You could hear the jaws dropping throughout the automotive media when General Motors
But in the new cost-conscious GM, nothing, not even a fanciful show car, happens without a business case. The business case for building and showing the Ciel was pretty obvious, and it's important. Long story short: GM is about to do something very big with Cadillac.
And that says some very interesting things about management's intentions for the new General Motors.
"Standard of the World?" Are they serious?
Years ago -- like, fifty years ago -- Cadillacs actually deserved the brand's old ad tag line, "The Standard of the World." Cadillacs were GM's best, most advanced products in an era when GM was the biggest, strongest industrial company in the world. Cadillacs were extremely expensive, luxurious in an arrogant, very American sort of way, and were routinely compared to the very best cars made elsewhere in the world.
In reality, Cadillac's products have fallen a long way in the last half-century. Still, something about the idea of that kind of Cadillac has stuck around. It's a button that has been waiting a long time to be pushed, and it's been decades since GM built a car that was really able to do so.
The Ciel finds that button and pushes it hard. It's huge and imposing, with a big, arrogant grill and headlights that shout "high-tech exclusivity." It has a powerful engine (a high-tech hybrid), an opulent interior, and many costly looking details that recall the best of Cadillac's history, right down to the discreet little tailfins feathered into the rear deck.
Tailfins? Yes, tailfins, and they're not kidding. GM, which has recently had some successes in the mass market, is about to commit big resources to reclaim Cadillac's historic position in the global automotive pecking order. Think of the Ciel as management's last-minute sanity check.
A daring goal with global implications
GM CEO Dan Akerson has said repeatedly that he aims to make Cadillac a global peer of brands like Daimler's (OTC: DDAIF) Mercedes-Benz, BMW (OTC: BAMXY), and Toyota's
That kind of talk is easy to shrug off from a Detroit CEO -- Ford
The Ciel, GM executives have said, indicates how such cars will likely look, and publicly tests the idea of a high-end Cadillac. And although it was shown in California, the primary audience for these Cadillacs might not be American. While Buick and Chevrolet are established brands in China, Cadillac is so far a lower-profile entry. Upscale Chinese consumers are just now finding their ways to brands like Audi and Mercedes. There's a window of opportunity open right now for GM to establish Cadillac as a peer of those companies before a huge new audience.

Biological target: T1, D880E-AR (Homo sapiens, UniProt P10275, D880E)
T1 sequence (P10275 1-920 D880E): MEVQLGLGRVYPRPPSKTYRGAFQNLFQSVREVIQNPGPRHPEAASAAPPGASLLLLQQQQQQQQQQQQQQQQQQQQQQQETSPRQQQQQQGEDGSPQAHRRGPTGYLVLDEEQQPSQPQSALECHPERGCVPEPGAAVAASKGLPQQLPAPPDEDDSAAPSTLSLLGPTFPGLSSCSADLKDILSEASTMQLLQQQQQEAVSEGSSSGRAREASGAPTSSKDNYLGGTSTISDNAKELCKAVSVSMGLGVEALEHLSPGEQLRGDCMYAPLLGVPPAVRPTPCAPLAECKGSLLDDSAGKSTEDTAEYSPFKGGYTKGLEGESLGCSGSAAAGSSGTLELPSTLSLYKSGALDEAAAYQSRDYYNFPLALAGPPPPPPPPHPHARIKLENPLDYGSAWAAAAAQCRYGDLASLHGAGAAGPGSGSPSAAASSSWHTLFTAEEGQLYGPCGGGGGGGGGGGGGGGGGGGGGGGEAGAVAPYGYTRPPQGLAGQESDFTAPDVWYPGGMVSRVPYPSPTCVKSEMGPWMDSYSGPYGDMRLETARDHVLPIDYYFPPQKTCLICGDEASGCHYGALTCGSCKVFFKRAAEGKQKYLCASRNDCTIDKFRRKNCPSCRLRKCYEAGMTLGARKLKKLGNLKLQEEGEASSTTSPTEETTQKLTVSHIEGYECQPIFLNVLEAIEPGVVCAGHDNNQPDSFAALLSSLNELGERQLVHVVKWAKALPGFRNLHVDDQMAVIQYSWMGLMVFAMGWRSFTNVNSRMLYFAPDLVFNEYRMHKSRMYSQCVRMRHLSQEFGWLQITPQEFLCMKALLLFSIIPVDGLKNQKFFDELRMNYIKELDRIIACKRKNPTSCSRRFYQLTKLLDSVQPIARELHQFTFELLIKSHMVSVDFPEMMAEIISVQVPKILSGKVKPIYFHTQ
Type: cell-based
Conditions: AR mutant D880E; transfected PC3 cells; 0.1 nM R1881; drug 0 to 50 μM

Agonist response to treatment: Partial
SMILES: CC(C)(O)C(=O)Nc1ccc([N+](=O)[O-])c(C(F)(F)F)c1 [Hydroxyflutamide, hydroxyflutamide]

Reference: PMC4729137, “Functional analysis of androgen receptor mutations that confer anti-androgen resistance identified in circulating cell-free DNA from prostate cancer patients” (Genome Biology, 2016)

But GM needs the right cars to accomplish that. The Ciel signals that those cars are coming.
A huge expansion beyond the flagship
While the Ciel suggests what the upcoming top-of-the-line Cadillacs will look like, GM's plans for the marque go well beyond a six-figure supersedan. In recent weeks, GM has confirmed production plans for the ATS, a small sports sedan; the XTS, a larger sedan that is essentially a more refined version of recent big Cadillacs; and the ELR, a sharply styled upscale variant of the Chevy Volt.
These cars are "just the bow wave" of a slew of upcoming new Cadillacs, Cadillac chief Don Butler told reporters on Monday. Akerson has hinted that the ATS and XTS are interim steps, cars that don't quite represent his vision for the brand. It may be a few years before we can see management's current intentions reflected in actual sheet metal.
But it's looking like GM's management is really serious about a full-blown Cadillac revival. Whether they succeed or fail, the fact that they're even trying is one more sign that the General has changed an awful lot in the last year -- even if Wall Street doesn't seem to have noticed.
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Fool contributor John Rosevear owns shares of Ford and General Motors. You can follow his auto-related musings on Twitter, where he goes by @jrosevear. The Motley Fool owns shares of Ford. Motley Fool newsletter services have recommended buying shares of Ford and General Motors. Try any of our Foolish newsletter services free for 30 days. We Fools don't all hold the same opinions, but we all believe that considering a diverse range of insights makes us better investors. The Motley Fool has a disclosure policy.